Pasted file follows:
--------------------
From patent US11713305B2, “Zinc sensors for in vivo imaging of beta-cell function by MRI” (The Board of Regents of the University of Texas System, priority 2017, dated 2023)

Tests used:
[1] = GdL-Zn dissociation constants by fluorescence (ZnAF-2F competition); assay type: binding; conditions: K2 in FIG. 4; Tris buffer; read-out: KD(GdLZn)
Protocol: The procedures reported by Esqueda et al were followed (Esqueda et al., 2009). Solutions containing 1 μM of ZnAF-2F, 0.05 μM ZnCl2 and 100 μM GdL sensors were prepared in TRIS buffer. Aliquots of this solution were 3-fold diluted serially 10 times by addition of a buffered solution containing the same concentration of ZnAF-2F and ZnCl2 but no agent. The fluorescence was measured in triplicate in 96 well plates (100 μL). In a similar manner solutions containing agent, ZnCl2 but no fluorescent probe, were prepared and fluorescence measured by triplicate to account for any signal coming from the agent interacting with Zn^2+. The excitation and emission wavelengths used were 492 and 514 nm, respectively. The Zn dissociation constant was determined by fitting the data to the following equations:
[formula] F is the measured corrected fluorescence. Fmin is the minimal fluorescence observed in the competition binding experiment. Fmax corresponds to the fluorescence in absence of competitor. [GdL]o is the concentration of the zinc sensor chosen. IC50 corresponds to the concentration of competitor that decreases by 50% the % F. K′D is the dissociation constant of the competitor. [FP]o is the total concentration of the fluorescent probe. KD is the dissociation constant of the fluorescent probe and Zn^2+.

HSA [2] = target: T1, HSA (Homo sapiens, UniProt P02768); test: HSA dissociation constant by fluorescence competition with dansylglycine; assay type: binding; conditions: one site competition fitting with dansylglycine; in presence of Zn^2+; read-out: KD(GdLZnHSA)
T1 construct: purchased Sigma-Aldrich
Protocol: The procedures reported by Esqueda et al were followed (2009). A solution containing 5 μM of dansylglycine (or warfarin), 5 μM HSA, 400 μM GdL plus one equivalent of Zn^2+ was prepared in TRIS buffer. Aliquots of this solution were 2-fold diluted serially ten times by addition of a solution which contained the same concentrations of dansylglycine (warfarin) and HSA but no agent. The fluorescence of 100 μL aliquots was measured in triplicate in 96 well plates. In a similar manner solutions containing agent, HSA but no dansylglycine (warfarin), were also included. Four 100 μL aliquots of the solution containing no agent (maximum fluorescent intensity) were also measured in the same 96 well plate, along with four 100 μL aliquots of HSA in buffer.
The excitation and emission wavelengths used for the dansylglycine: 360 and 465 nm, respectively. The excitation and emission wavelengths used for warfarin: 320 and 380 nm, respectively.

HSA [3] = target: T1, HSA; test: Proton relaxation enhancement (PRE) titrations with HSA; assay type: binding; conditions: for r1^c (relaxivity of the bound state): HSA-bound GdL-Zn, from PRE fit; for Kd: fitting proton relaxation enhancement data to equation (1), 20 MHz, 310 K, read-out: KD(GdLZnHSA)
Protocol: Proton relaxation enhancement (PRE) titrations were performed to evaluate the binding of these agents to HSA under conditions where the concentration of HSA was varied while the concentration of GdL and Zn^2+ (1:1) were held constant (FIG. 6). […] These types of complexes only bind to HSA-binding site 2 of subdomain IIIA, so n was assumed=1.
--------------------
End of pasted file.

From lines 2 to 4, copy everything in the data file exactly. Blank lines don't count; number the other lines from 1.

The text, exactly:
Tests used:
[1] = GdL-Zn dissociation constants by fluorescence (ZnAF-2F competition); assay type: binding; conditions: K2 in FIG. 4; Tris buffer; read-out: KD(GdLZn)
Protocol: The procedures reported by Esqueda et al were followed (Esqueda et al., 2009). Solutions containing 1 μM of ZnAF-2F, 0.05 μM ZnCl2 and 100 μM GdL sensors were prepared in TRIS buffer. Aliquots of this solution were 3-fold diluted serially 10 times by addition of a buffered solution containing the same concentration of ZnAF-2F and ZnCl2 but no agent. The fluorescence was measured in triplicate in 96 well plates (100 μL). In a similar manner solutions containing agent, ZnCl2 but no fluorescent probe, were prepared and fluorescence measured by triplicate to account for any signal coming from the agent interacting with Zn^2+. The excitation and emission wavelengths used were 492 and 514 nm, respectively. The Zn dissociation constant was determined by fitting the data to the following equations: